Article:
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Re: pteros have lift-off


It should also be understood, and I'll say it again. I can accept a quad lift-off for Q. sp. and northropi. Those taxa are no longer the issue. I'm interested in the pterosaurs with shorter legs, weaker pectoral girdles and much, much longer wings.

I understand your expertise in Q. And, uh, since this is a forum, I've kept my questions on the simple side, understanding that the flight stroke is complex, but certain segments of it, such as when the wings are vertical, or nearly so, during terrestrial locomotion and immediately following a lift-off, are simple.

All I want now is minimum flight speed and apogee as a multiple of the unit specified by CG height at the beginning of the leap. Been gone all day. No reply, so far, to those queries.


On Jan 13, 2009, at 8:07 AM, jrc wrote:

Actually, we did it for the TMM replica by the rather unscientific method of averaging the allometric lengths of the humerus and r/u, which gave us a number on the approximate order of 2.05. One of the reasons that we've continually reiterated that that replica is intended for viewing, not scientific research. So, no -- it wasn't isometric, though 2.05 is within 5%. The Qn torso depth ratio is different -- it is controlled by the dp ratio due to the precise relationship between the dp crest and the coracoid flange. Remember that with the exclusion of the wing, I was the one who generated the long bone dimensions used to construct the missing bits of the TMM replica, so whether they're right or wrong -- I know exactly how they were developed.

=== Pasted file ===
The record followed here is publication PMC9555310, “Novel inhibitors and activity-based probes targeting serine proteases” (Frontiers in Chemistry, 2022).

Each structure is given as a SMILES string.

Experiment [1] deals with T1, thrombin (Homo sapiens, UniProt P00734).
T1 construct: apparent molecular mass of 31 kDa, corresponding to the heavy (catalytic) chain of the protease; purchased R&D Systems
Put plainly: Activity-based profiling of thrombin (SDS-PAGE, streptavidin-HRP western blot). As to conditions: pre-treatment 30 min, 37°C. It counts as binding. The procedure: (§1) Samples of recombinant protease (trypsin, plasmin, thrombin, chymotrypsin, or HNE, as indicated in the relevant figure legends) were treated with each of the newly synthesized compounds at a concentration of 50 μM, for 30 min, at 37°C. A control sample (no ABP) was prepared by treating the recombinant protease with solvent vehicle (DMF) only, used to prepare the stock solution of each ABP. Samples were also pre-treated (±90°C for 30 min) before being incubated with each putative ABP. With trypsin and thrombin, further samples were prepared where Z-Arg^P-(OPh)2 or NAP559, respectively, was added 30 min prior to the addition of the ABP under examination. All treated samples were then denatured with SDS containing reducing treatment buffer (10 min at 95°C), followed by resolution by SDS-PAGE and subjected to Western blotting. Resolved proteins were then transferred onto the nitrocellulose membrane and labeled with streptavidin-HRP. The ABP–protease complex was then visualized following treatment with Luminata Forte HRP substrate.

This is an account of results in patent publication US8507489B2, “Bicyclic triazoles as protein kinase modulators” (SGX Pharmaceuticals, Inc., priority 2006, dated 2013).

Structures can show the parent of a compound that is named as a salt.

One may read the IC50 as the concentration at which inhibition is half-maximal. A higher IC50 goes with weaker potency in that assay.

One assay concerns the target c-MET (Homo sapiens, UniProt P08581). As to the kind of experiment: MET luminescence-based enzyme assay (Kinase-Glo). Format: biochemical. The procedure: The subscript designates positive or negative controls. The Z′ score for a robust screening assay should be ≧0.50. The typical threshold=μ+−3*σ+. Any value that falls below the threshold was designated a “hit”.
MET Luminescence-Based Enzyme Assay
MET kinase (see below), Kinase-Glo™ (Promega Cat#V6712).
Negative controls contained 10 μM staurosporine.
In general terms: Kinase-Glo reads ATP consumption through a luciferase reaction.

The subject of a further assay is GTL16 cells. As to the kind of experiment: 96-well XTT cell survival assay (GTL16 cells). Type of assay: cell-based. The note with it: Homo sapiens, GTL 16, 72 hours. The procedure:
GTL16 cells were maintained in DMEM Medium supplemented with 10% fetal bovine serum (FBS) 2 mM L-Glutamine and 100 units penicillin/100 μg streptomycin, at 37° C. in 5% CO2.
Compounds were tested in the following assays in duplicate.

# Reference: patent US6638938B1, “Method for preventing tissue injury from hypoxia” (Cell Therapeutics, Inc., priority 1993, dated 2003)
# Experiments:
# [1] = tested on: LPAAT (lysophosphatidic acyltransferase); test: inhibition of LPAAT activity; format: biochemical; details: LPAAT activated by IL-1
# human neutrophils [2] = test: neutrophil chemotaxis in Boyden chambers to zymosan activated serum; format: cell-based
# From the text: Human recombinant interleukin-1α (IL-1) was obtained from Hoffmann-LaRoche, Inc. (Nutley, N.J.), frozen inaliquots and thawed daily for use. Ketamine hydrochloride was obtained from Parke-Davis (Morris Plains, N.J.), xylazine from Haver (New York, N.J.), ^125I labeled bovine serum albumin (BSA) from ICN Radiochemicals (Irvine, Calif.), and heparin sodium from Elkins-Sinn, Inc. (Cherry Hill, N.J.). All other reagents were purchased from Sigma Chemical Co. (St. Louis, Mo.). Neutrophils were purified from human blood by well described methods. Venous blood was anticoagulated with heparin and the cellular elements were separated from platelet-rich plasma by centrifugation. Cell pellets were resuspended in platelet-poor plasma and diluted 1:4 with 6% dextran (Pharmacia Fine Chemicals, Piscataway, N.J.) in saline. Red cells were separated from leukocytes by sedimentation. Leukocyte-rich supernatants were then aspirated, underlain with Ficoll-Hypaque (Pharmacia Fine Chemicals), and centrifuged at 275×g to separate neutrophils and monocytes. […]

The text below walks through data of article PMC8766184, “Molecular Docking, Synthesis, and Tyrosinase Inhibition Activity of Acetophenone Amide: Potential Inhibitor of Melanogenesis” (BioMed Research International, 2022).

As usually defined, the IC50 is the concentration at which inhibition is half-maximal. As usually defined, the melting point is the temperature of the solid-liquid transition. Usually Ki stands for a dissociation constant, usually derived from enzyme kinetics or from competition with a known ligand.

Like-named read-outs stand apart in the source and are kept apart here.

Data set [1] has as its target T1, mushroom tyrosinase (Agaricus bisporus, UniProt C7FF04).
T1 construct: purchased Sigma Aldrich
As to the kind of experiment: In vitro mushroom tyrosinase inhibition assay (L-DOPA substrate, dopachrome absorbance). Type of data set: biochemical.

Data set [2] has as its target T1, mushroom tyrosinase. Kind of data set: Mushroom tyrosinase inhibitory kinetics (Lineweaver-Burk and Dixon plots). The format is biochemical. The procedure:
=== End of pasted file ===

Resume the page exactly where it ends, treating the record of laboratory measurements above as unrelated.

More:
----- Original Message ----- From: "David Peters" <davidpeters@att.net

I'll bet you a beer determining torso length in Q. northropi from Q. sp. is essentially isometric, multiplying within 5% of exactly isometric. Which is negligible.

David Peters davidpeters@att.net